Finally, "Palimpsest", by Catherynne Valente. 2009, 367 pages. I seriously thought about not finishing this book. It is very wordy. Palimpsest is another world, a fairyland where everything must be described in excruciating detail. You get there by having sex with a person who has a portion of the map of Palimpsest on their skin. Then you get a piece of the map on your skin too. So the 1st part of every chapter is working into a sex scenario, of pretty much every combo of male/female, followed by the rest of the chapter concluding in Palimpsest. Once I get an ebook in my iPad, I feel like I need to read it at some point. So this one I wish I hadn't got in my iPad. Ms. Valente writes very well, but, way too many words for the value delivered.

Monday, November 28, 2016

Tennessee, Land of Crazy People

* * * * * RANT ALERT * * * * *

I am of course extremely depressed by the election result. I am trying to ignore it as much as possible. I'm definitely taking a few months off. I've unsubscribed from maybe 50 political mailing lists - my inbox is much smaller now - and muted most political tweeters for 30 days.

Only time will tell whether this election will be the turning point in history which puts us on a direct line to Hunger Games, or maybe a good correction in the US as the world's only superpower, or who knows what. Meanwhile ...

My wife had some time off work, so we decided to spend a couple of nights (November 17 & 18) in Nashville. We stayed at the Hermitage Hotel downtown - very nice, old detailed architecture that my wife loves. The first afternoon there we walked around downtown and wound up at the Tennessee Bicentennial Mall State Park. We were taking a rest sitting in front of a fountain feature when we were approached by 2 women. They were in their 30s, white, attractive, well groomed and well dressed. The younger 1 was pushing a stroller with a baby in it. Here's the gist of our conversation.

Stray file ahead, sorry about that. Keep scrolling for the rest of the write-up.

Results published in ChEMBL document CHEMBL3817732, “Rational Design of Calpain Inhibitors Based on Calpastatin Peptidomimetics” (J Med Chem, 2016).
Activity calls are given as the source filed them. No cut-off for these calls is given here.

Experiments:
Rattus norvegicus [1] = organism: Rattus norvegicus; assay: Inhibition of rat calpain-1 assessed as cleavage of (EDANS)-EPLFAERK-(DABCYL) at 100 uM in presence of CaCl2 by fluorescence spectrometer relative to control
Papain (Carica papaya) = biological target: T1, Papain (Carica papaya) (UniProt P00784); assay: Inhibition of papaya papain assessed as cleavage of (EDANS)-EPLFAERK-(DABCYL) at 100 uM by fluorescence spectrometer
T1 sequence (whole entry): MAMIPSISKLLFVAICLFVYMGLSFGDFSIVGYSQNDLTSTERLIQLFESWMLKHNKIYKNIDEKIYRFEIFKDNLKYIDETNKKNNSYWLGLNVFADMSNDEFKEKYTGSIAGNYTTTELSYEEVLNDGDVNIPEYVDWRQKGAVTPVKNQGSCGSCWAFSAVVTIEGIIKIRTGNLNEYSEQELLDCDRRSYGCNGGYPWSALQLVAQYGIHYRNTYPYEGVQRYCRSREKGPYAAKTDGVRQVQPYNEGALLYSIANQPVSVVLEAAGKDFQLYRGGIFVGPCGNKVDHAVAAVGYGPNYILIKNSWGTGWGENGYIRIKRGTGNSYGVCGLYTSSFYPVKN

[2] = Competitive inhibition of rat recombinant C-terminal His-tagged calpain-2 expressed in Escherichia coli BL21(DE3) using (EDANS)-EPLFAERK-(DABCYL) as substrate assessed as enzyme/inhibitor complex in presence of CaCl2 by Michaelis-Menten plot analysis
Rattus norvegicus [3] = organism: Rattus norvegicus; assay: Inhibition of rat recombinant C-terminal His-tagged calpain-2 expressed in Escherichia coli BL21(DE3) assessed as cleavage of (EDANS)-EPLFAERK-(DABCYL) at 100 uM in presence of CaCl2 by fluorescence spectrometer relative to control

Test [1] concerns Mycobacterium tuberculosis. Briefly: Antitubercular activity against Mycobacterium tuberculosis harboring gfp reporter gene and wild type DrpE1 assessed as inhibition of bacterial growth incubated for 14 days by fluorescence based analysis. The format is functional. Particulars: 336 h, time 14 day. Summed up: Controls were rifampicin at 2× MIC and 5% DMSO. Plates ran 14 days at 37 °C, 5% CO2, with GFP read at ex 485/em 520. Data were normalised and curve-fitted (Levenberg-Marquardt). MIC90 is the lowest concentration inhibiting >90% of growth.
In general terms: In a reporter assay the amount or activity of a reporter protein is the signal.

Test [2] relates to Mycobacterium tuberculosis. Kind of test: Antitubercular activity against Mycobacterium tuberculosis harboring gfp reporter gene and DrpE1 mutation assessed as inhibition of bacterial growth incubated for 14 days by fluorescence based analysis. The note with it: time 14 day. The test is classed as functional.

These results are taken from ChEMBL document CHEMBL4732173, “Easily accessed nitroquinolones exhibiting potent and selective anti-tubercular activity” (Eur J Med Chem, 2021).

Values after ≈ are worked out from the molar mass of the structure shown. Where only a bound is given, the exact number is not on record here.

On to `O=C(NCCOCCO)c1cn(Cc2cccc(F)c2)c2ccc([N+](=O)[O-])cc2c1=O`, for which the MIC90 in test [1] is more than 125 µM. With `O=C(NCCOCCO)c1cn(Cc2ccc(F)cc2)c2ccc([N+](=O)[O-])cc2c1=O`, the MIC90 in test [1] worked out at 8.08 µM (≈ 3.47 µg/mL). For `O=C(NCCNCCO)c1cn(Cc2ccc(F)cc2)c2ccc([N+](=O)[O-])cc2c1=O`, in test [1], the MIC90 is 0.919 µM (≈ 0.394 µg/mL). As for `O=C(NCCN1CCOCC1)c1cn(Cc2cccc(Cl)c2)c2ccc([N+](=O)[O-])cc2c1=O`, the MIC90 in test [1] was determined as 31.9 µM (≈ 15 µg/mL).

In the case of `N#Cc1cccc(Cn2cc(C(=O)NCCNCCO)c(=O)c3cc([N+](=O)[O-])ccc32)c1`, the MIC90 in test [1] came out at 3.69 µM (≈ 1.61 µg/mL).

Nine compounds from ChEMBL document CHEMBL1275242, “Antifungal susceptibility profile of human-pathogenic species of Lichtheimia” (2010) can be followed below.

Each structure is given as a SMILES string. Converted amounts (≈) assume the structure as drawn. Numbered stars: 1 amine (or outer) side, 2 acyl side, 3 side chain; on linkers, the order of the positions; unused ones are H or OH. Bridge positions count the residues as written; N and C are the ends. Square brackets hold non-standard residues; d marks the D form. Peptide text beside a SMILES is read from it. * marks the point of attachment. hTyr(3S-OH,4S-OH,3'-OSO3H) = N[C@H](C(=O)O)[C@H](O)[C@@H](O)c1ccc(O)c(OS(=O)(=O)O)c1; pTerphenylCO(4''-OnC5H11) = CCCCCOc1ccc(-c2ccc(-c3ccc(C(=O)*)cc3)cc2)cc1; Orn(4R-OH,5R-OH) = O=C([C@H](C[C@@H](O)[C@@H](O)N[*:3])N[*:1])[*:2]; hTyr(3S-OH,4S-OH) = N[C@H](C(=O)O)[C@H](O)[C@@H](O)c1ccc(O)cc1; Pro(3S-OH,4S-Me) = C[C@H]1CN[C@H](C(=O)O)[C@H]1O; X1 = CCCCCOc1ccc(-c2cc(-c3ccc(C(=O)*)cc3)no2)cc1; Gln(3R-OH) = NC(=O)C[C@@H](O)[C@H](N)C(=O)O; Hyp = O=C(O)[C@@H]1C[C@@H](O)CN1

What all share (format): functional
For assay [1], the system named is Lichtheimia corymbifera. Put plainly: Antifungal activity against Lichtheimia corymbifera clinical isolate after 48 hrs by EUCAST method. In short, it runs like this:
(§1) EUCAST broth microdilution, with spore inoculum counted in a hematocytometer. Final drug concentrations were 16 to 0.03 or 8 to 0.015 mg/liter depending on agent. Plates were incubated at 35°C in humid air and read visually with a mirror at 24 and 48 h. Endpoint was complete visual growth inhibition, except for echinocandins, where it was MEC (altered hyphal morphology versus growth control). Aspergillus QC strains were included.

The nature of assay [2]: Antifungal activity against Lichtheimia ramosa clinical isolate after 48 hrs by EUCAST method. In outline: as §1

Older of the 2: "Can we talk with you?"

Me: "Sure."

Older of the 2: "We wanted to share stories of faith and spirit with you. We are both ministers."

Me: "Arrggghhh! I'm an antitheist, I definitely do not want to share stories of faith with you."

Younger of the 2: "What's an antitheist?"

Me: "It's someone who believes that religion harms the human race - that we would all be better off if people quit including nonexistent supernatural beings in their decision making. Please go away and leave us alone." I was at this point making "go away" motions with my hands.

Older of the 2: "OK, well then, where are you from?"